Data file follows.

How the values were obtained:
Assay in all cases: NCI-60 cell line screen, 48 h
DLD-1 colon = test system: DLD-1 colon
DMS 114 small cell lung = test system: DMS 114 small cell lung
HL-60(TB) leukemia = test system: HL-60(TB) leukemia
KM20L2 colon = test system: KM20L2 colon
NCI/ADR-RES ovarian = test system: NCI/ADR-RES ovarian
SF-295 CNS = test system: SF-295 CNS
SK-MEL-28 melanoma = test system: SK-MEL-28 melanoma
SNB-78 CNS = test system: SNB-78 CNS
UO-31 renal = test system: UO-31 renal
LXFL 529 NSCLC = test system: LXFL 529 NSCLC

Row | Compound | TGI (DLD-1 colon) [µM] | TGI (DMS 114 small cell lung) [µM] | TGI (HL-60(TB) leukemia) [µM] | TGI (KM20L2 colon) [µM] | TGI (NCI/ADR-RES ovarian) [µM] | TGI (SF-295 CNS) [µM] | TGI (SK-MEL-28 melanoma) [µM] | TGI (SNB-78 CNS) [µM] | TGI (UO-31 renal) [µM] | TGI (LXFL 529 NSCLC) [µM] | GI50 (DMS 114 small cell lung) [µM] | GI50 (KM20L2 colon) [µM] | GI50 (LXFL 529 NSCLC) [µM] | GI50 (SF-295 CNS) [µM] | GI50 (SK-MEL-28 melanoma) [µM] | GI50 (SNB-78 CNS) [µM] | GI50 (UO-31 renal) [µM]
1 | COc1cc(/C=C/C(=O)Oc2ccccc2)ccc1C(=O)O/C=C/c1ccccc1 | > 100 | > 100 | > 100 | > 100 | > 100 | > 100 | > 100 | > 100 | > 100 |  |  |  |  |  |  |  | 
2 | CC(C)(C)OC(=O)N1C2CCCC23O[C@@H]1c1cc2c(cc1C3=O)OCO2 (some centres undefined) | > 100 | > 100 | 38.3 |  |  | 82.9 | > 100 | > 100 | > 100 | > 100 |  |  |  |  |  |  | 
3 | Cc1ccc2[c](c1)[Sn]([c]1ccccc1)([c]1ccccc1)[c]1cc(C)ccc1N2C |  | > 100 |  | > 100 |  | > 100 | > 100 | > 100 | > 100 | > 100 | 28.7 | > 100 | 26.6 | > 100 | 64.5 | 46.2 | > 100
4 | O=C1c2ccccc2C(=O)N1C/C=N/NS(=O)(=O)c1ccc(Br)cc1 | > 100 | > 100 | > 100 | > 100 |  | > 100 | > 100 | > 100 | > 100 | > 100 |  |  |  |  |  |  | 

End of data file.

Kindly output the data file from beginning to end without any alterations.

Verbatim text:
How the values were obtained:
Assay in all cases: NCI-60 cell line screen, 48 h
DLD-1 colon = test system: DLD-1 colon
DMS 114 small cell lung = test system: DMS 114 small cell lung
HL-60(TB) leukemia = test system: HL-60(TB) leukemia
KM20L2 colon = test system: KM20L2 colon
NCI/ADR-RES ovarian = test system: NCI/ADR-RES ovarian
SF-295 CNS = test system: SF-295 CNS
SK-MEL-28 melanoma = test system: SK-MEL-28 melanoma
SNB-78 CNS = test system: SNB-78 CNS
UO-31 renal = test system: UO-31 renal
LXFL 529 NSCLC = test system: LXFL 529 NSCLC

Row | Compound | TGI (DLD-1 colon) [µM] | TGI (DMS 114 small cell lung) [µM] | TGI (HL-60(TB) leukemia) [µM] | TGI (KM20L2 colon) [µM] | TGI (NCI/ADR-RES ovarian) [µM] | TGI (SF-295 CNS) [µM] | TGI (SK-MEL-28 melanoma) [µM] | TGI (SNB-78 CNS) [µM] | TGI (UO-31 renal) [µM] | TGI (LXFL 529 NSCLC) [µM] | GI50 (DMS 114 small cell lung) [µM] | GI50 (KM20L2 colon) [µM] | GI50 (LXFL 529 NSCLC) [µM] | GI50 (SF-295 CNS) [µM] | GI50 (SK-MEL-28 melanoma) [µM] | GI50 (SNB-78 CNS) [µM] | GI50 (UO-31 renal) [µM]
1 | COc1cc(/C=C/C(=O)Oc2ccccc2)ccc1C(=O)O/C=C/c1ccccc1 | > 100 | > 100 | > 100 | > 100 | > 100 | > 100 | > 100 | > 100 | > 100 |  |  |  |  |  |  |  | 
2 | CC(C)(C)OC(=O)N1C2CCCC23O[C@@H]1c1cc2c(cc1C3=O)OCO2 (some centres undefined) | > 100 | > 100 | 38.3 |  |  | 82.9 | > 100 | > 100 | > 100 | > 100 |  |  |  |  |  |  | 
3 | Cc1ccc2[c](c1)[Sn]([c]1ccccc1)([c]1ccccc1)[c]1cc(C)ccc1N2C |  | > 100 |  | > 100 |  | > 100 | > 100 | > 100 | > 100 | > 100 | 28.7 | > 100 | 26.6 | > 100 | 64.5 | 46.2 | > 100
4 | O=C1c2ccccc2C(=O)N1C/C=N/NS(=O)(=O)c1ccc(Br)cc1 | > 100 | > 100 | > 100 | > 100 |  | > 100 | > 100 | > 100 | > 100 | > 100 |  |  |  |  |  |  | 